I have a Christian Palestinian friend who have finally decided to immigrate to Montreal after he realized that the way Israeli soldiers in the streets were insulting his mother, and other mothers, every other day was not a random thing at all. It was designed to make him hate living there and just leave. So he and his family finally left.

You want another story? this same friend was once on a bus and Israeli soldiers stopped them and asked all the MUSLIM men to go outside the bus to be searched and questioned. He (Charlie) and his other Christian freind (George) decided to join their Muslim friends. When the Israeli soldier looked at their ID cards and found out they are Christians, they were beaten for disobeying orders.

True in many Arab countries Christians are not treated as equals at all, but if I am given the choice of living as a Christian in Egypt vs being a Palestinian Christian under Israeli occupation, I will not hesitate to take Egypt any time.

Israel has great potential to be a natural addition to the Middle East, but for now, it in still a paranoid selfish country that is creating the most damage to the whole area.

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December 3rd, 2006, 5:20 pm

 

12. The Lounsbury said:

It probably is pointless to engage in rational discourse on the issue of anything touching on Israel and Palestine, or Xian and Muslim, but what the hell.

First, of course, decreasing percentage of Xians as a proportion of population certainly has multiple drivers, Akbar supra presumes emmigration is the reason. Certainly emmigration is a reason. So is differential demographic growth, the key and clear driver for the minority Shia having grown as proportion of overall population since 1932 – Akbar making the simple-minded “pie is only one size” mistake.

Second, of course leaving aside the clear religious bigotry involved in Akbar’s comment (and the queer denialism in responses.

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December 3rd, 2006, 9:36 pm

 

13. The Lounsbury said:

This also was queer: Hence, the title is misleading (as usual with most of apologist Landis’ articles, and opinions). Muslims do not outnumber Christians 2 to 1.

As both Shia and Sunni are Muslim, they do outnumber Xians. If one wants to go for sectarian slicing and dicing, to remain intellectually consistent one can’t look at merely Xians, but Orthodox, Armenian and Maronite church affiliations if one wants to slice and dice the Muslims.

There of course are some valid reasons for doing so (slicing and dicing), but one rather has the senstation that analytical clarity is not the motivator of that comment.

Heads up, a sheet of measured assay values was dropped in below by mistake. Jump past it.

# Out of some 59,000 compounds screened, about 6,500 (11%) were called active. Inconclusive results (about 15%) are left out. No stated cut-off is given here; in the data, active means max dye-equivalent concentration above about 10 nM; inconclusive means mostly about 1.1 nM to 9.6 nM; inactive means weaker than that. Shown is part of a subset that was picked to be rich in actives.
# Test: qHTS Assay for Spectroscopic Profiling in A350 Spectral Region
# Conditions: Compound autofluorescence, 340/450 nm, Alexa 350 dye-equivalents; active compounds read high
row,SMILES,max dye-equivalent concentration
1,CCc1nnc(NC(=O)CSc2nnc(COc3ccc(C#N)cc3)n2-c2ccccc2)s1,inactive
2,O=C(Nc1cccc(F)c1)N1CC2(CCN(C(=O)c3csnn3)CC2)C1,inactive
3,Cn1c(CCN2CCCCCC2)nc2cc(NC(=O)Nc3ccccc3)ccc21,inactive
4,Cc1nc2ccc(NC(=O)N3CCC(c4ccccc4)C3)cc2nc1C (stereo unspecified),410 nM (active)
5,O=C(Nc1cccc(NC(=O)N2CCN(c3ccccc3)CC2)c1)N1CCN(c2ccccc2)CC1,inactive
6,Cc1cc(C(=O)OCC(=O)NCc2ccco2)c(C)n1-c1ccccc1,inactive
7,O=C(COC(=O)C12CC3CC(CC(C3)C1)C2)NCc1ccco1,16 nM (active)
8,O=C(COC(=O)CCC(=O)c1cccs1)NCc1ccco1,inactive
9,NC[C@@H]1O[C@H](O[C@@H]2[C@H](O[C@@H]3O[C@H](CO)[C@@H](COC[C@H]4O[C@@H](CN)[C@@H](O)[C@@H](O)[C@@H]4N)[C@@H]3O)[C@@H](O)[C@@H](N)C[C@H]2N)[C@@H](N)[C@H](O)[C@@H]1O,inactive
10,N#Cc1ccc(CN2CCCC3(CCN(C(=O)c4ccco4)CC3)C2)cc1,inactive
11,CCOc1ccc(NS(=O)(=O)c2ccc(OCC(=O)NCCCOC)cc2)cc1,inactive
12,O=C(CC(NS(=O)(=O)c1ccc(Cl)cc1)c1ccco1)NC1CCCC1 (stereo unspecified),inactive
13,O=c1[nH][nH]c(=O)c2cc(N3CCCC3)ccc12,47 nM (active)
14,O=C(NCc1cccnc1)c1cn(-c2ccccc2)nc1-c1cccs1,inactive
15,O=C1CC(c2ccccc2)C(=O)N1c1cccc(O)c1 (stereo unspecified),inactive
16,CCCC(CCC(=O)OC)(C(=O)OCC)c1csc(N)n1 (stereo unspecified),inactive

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December 3rd, 2006, 10:26 pm

 

14. Laurie Irani said:

For clarity’s sake, I am not an Arab, but an Irish-Lithuanian American who married into a Lebanese Maronite family. I got Lebanese citizenship that way, and as a Lebanese citizen, regardless of my family’s heritage, I take an interest in my adopted country and its fate, and in that vein, hope to see the end of confessionalism for the sake of all Lebanese.

As I said earlier, all Lebanese (and Syrians, and Israelis) are first and foremost human beings and all should be treated with dignity. If dignity is denied, then people have the right to fight for it, but not necessarily by taking up arms. Sometimes that’s the only way, but one should know who or what is denying one’s dignity. If it’s a system, that system should be taken apart, whether it’s confessionalism in Lebanon or Zionism in Israel or Islamic fundamentalism.

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December 4th, 2006, 5:20 am

 

15. blowback said:

Personally I would rather believe an “independent” third party such as the CIA (they do have their own interests) rather than a Maronite Christian.

Shia Muslim – 1,140,000 – 38%
Sunni Muslim – 690,000 – 23%
Maronite Christian – 600,000 – 20%
Other Christian – 360,000 – 12%
Druze – 210,000 – 7%
Total – 3,000,000 – 100%

Population Estimates, 1991 quoted by the Congressional Research Service.

An argument can be made that the electorate is different to the population but population estimates from 14 years ago will be quite close to the electorate today. Given the demographics of Lebanon, the Maronites should accept they are probably now a minority and start to act as such.

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December 5th, 2006, 1:21 pm

 

16. blowback said:

closing a tag

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December 5th, 2006, 2:20 pm

 

17. Juan de la Cruz said:

The world is just a small place to live – let us share it all together. Faith is great, but you need good politics to balance things out. Thats why we are born with a heart and a brain, and that is to balance faith and reason. Dont waste your brains not deducing things.

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September 13th, 2007, 3:48 am